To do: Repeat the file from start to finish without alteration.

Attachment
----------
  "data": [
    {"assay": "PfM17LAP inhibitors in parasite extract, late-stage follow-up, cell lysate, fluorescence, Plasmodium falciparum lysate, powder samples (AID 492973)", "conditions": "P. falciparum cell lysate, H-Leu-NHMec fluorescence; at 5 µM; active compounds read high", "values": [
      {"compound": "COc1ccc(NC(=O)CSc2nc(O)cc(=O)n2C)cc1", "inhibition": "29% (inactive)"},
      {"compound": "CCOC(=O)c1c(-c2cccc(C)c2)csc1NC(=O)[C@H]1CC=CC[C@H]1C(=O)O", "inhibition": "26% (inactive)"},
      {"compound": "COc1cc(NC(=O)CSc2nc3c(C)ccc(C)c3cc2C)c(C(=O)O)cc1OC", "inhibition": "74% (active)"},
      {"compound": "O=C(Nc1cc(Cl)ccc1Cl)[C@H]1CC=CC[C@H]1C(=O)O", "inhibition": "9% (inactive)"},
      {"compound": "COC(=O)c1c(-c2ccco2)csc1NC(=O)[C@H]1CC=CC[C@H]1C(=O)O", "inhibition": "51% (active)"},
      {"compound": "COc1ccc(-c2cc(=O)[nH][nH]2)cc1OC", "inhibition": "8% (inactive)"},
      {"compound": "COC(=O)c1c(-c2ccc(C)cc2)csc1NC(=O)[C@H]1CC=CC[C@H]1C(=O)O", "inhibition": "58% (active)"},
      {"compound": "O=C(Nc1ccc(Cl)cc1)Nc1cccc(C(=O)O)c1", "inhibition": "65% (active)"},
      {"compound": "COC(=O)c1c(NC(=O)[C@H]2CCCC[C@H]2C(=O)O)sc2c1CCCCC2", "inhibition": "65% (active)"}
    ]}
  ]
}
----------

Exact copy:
  "data": [
    {"assay": "PfM17LAP inhibitors in parasite extract, late-stage follow-up, cell lysate, fluorescence, Plasmodium falciparum lysate, powder samples (AID 492973)", "conditions": "P. falciparum cell lysate, H-Leu-NHMec fluorescence; at 5 µM; active compounds read high", "values": [
      {"compound": "COc1ccc(NC(=O)CSc2nc(O)cc(=O)n2C)cc1", "inhibition": "29% (inactive)"},
      {"compound": "CCOC(=O)c1c(-c2cccc(C)c2)csc1NC(=O)[C@H]1CC=CC[C@H]1C(=O)O", "inhibition": "26% (inactive)"},
      {"compound": "COc1cc(NC(=O)CSc2nc3c(C)ccc(C)c3cc2C)c(C(=O)O)cc1OC", "inhibition": "74% (active)"},
      {"compound": "O=C(Nc1cc(Cl)ccc1Cl)[C@H]1CC=CC[C@H]1C(=O)O", "inhibition": "9% (inactive)"},
      {"compound": "COC(=O)c1c(-c2ccco2)csc1NC(=O)[C@H]1CC=CC[C@H]1C(=O)O", "inhibition": "51% (active)"},
      {"compound": "COc1ccc(-c2cc(=O)[nH][nH]2)cc1OC", "inhibition": "8% (inactive)"},
      {"compound": "COC(=O)c1c(-c2ccc(C)cc2)csc1NC(=O)[C@H]1CC=CC[C@H]1C(=O)O", "inhibition": "58% (active)"},
      {"compound": "O=C(Nc1ccc(Cl)cc1)Nc1cccc(C(=O)O)c1", "inhibition": "65% (active)"},
      {"compound": "COC(=O)c1c(NC(=O)[C@H]2CCCC[C@H]2C(=O)O)sc2c1CCCCC2", "inhibition": "65% (active)"}
    ]}
  ]
}